News from Connicks from far and wide
Connick Family Newsletter
Vol. 3 No. 1 October 1, 2001
Hello and welcome to our e-newsletter!

What’s in this Issue:

Greetings from another Connick! - Denzil Connick, South Wales, UK
Owen Thomas Connick, MD - John LeGarignon and Eleanor Connick LeBourdais
Cennick/Connick/Cwnick/Kinnock - Graeme Watson, Reading, England
Connick/Hickey Connection - Dan MacDonald, Moncton, NB
Peter Connick/Johanna May - Chris Gorman, Amherst, NS
Send pictures, please - Carol Connick, Charlottetown, PE Website - Tim Connick, Lynn, MA
(neurostimulator note on bottom of page)*
Connick Family Reunion is - being planned for Aug. 9 - 11, 2002

Greetings from another Connick!

I am new at searching for my ancestors and finding out all sorts of interesting bits of information. My name is Denzil Connick and I was born (and still live) in South Wales, UK.
My father and grandfather were both born in South Wales and they are buried at Aberfan Cemetery, MerthyrVale. This is the very sad cemetery where all the children are buried following the 'Aberfan Disaster' in the 1960's when waste coal slag slipped and covered a school and part of the village. All except a few cousins and my brothers (one brother in USA) remain now in South Wales and I am desperate to find out more about my line. My brothers and I (there are four boys), from our father Ernest James Connick, were too young to remember those little bits about our family when they were talked about by our grandparents, parents and uncles. Now they are gone, I'm looking for information...typical eh?
My grandfather, William John Connick had brothers and sisters who were born and lived in South Wales, some from the west and others settled in Glamorganshire. My grand-dad was a bit of a hard man, though a great character and I have fond memories. He did, while with the Merchant Navy, remain some time in the US and worked the travelling fair grounds where he earned his keep painting the rides and fighting in the boxing booths (bare knuckle)! He did become a Nationalized American, then returned home to his native Wales to work the coal mines, where most men here worked through the industrial revolution.
As for myself, I was born in December 1956 in Tredegar, South Wales. I joined the army age just 15 and became a paratrooper with the Parachute Regiment. I was wounded seriously during the Falklands war of 82 and was discharged from the military in 1984. I am married with two boys, Matthew and Stephen Connick. I now work as Secretary to the South Atlantic Medal Association that I co-founded. This is an association for veterans and families of the Falkland Islands war. You can learn more about my activities with this on our web site at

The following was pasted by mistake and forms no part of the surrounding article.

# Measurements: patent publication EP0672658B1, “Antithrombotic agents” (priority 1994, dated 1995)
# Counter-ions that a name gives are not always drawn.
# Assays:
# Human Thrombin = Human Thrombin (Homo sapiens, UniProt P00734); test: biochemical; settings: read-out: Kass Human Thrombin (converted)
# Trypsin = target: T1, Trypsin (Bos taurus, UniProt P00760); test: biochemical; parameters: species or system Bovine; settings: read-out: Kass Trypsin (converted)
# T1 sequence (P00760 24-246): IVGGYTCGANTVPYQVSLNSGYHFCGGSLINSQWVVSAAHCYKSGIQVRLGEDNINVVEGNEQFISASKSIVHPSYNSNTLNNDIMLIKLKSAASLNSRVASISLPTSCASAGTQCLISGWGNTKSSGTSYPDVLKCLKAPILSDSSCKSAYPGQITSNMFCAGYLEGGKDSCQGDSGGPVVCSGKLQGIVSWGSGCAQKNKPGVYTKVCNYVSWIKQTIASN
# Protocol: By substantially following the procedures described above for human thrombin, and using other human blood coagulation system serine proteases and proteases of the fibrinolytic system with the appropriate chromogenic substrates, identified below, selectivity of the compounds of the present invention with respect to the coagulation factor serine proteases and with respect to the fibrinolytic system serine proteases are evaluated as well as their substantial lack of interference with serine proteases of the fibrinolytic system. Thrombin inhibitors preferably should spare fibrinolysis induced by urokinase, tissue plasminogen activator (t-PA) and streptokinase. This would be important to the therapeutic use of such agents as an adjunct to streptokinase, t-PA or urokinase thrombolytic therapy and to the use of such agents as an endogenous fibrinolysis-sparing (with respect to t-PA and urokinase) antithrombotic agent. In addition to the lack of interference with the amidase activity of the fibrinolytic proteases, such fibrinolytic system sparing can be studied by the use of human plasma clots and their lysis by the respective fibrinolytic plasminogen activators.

Well, you have a start from me, please feel free to pass this letter to any other Connick's with my compliments and best wishes.
Yours Aye, Denzil Connick
Owen Thomas Connick, MD

John Le Garignon wrote to inquire about Owen Thomas Connick, MD, who was his great-great-grandfather; looking to get in touch with Elizabeth Le Bourdais so they could exchange notes and information.
Eleanor Connick LeBourdais responded as follows: Carol, thanks so much for passing this on. He did get in touch with me and has been able to provide me with the names of two of my grandmother's sisters,Anastasia Connick and Mathilda Connick and may be able to get more info about the family from other relatives of his. The trail to "my" Connicks seems to be very cold. I have about given up on being able to learn anything about them by the usual searching methods. Probably the only way will be from people such as John, who read about my quest and recognized the name Connick in his own family tree. Hopefully there will be more like that - I still have my grandmother's other 3 sisters and 3 brothers to go! The brothers supposedly went to the US.
Saddened and Gladdened

We are always saddened when someone we love joins the assembly of saints. Since the last newsletter Noreen Peters and Burnetta LeBlanc have died.
We were gladdened by a visit by Jim Ackerman and his wife, Leena, from New Jersey. Thanks to a probate of a will, we were able to tie Thomas Connick, ship’s carpenter from Summerside into the family of Matthew Connick. We are expecting a visit from Victoria Fisher of BC who is researching the family of Michael B. Connick.
Graeme Watson wrote from Reading, Berkshire, England and he is doing some research into the life of the 18th century hymn writer John Cennick. He plans to publish a selection of his hymns. Cennick was born in Reading and his grandfather, according Quaker records, of which he was a member, was Thomas Connick. Graeme wants to trace the origin of this name as Moravian writers on John Cennick (he later became a Moravian, after starting as one of the first English Methodist lay preachers) like to claim that the name Cennick was original-ly from Moravia. This seems improbable and he is interested in the suggestion that the name originated in Cornwall. This would make sense, suggesting that Thomas Connick drifted westward to Reading to find employment in the booming 17th century weaving industry in Reading. Graeme went to the local library and looked up all the telephone directories for the West Country (eg Plymouth, Falmouth & other towns) - in each of them he found a sprinkling of Connicks, Connocks or Cunnicks. He took samples from books listing telephone numbers in other regions and didn't find a single Connick, Connock or Cunnick. This appears to be proof enough that the name was - and still is - a regional surname. It doesn't sound "English", but the indigenous language of the region was Cornish (similar to Welsh) which wasn't finally killed off (sadly) until the 18th century. He thinks that there are scholars of Cornish who could identify its derivation. He attached a draft of the introduction to his selection of Cennick's hymns which is to be published on December 1st this year.
Graeme’s response to posting on Connick etymology